Single Touch Payroll (STP) reporting for employers with 19 or fewer employees will come into effect from 1st July 2019. Is your business ready?
Single Touch Payroll (STP) reporting for employers with 20 or more employees (as deemed to be a ‘substantial employer’) came into effect on 1st July 2018 in accordance with new Australian government legislation. From 1st July 2019, this reporting requirement will also most probably come into effect for employers with 19 or fewer employees.
So, what is Single Touch Payroll? How do you prepare for STP? What changes do you need to make? The following simplified explanation could help you better understand Single Touch Payroll reporting and how to get ready for the transition.
What is Single Touch Payroll?
Single Touch Payroll is a new, simpler way to report your employees’ payroll information. Employers report payments such as salary withholding, PAYG withholding tax, and superannuation information directly to the ATO via their payroll software at the same time they pay their employees.
As a result of Single Touch Payroll, businesses will no longer be required to complete payment summaries at the end of the financial year. Due to the new reporting system, the ATO will have already received this information. You may not need to provide your employees with a payment summary at the end of the financial year for certain payments you report through Single Touch Payroll. The ATO will make that information available to employees through myGov.
Small and micro-sized businesses can feel the pain of changes to reporting legislation more acutely than larger businesses due to human resource limitations and time constraints. We’re here to help and advise you on the best way forward. There are several exemptions for microbusinesses and we can assist you with the cost-effective implementation of your STP reporting requirements. The key is to start early and not leave it all to the last minute.
Maintain your payroll cycle
Your payroll cycle will not change. You can still pay your employees weekly, fortnightly or monthly. Your payment due date for PAYG withholding and super contributions will not change. However, you can choose to pay earlier.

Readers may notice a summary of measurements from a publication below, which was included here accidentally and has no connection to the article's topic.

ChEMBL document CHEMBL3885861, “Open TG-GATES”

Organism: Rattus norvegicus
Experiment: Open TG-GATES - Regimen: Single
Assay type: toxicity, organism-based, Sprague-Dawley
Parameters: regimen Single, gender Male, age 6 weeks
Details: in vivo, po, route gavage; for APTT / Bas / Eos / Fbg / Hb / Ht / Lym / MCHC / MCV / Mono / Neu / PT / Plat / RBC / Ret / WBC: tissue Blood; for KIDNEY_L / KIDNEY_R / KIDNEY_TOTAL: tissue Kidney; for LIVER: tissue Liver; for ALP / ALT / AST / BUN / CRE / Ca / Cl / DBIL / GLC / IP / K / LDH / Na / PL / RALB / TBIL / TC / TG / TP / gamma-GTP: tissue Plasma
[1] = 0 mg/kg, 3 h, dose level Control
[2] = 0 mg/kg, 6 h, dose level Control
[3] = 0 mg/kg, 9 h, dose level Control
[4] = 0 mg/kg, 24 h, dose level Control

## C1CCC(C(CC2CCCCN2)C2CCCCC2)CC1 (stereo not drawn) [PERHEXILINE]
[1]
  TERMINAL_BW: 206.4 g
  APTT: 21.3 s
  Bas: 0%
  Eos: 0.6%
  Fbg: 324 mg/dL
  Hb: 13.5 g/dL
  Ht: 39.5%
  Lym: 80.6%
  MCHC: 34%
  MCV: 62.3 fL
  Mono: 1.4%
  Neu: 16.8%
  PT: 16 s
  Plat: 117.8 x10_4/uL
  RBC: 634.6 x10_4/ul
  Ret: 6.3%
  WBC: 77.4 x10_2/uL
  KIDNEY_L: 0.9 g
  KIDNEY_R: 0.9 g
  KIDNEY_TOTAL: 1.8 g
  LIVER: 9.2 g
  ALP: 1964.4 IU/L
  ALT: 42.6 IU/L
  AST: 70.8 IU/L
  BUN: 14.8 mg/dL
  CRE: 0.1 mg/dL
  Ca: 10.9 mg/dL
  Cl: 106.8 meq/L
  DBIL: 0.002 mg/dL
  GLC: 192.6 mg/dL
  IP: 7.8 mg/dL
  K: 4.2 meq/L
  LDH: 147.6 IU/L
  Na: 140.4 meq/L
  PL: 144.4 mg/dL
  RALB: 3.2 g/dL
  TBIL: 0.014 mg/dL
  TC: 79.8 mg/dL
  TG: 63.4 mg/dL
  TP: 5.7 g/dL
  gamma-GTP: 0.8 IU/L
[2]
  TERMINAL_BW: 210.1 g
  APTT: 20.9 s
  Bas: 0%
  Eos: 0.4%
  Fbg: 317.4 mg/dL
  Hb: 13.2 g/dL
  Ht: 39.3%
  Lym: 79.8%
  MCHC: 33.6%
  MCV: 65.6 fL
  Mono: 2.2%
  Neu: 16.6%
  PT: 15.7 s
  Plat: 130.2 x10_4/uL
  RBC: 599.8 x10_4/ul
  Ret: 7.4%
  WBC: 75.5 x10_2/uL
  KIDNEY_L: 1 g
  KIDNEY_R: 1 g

Ask your payroll provider
Find out how your payroll provider will offer Single Touch Payroll reporting. This may be through an update to your existing software or an additional service. Find out the type of support your provider will offer to help with the transition. You can also ask your agent to report to the ATO through Single Touch Payroll on your behalf. Billings + Ellis can help you with Single Touch Payroll reporting. https://www.ato.gov.au/Business/Single-Touch-Payroll/
Stay up-to-date with ATO news
The ATO has been working closely with payroll solution and service providers. They regularly publish information and updates on their website. The following link will take you to the ATO website and all their information regarding Single Touch Payroll. https://www.ato.gov.au/Business/Single-Touch-Payroll/
Counting your employees
Whether you had to start STP reporting on 1st July 2018 (20 employees or more) or on 1st July 2019 (19 employees or fewer) depended on your employee headcount as at 1st April 2018.
You needed to include the following employees in your headcount:
- full-time employees
- part-time employees
- casual employees who were on your payroll on 1 April 2018 and worked any time during March 2018
- employees based overseas
- any employee absent or on leave (paid or unpaid)
- seasonal employees (staff who are engaged short term to meet a regular peak workload, for example, harvest workers).
This did not include any employees who ceased work before 1 April 2018, casual employees who did not work in March 2018, independent contractors, staff provided by a third party labour hire organisation, company directors, office holders or religious practitioners.
Review your business processes
There are a few matters you should address before Single Touch Payroll starts. Ensure the right people know about STP, especially your payroll staff. Check if you are paying your employees correctly, calculating their super entitlements accurately, and whether any overpayments have been addressed. Is your employee information correct, including names, addresses, and date-of-birth records?
Micro-employers (1–4 employees) will have a number of alternate options that are not available to employers with 20 or more employees – such as initially allowing your registered tax or BAS agent to report quarterly, rather than each time you run your payroll. Exemptions to STP reporting will also be available if you have no Internet or an unreliable connection.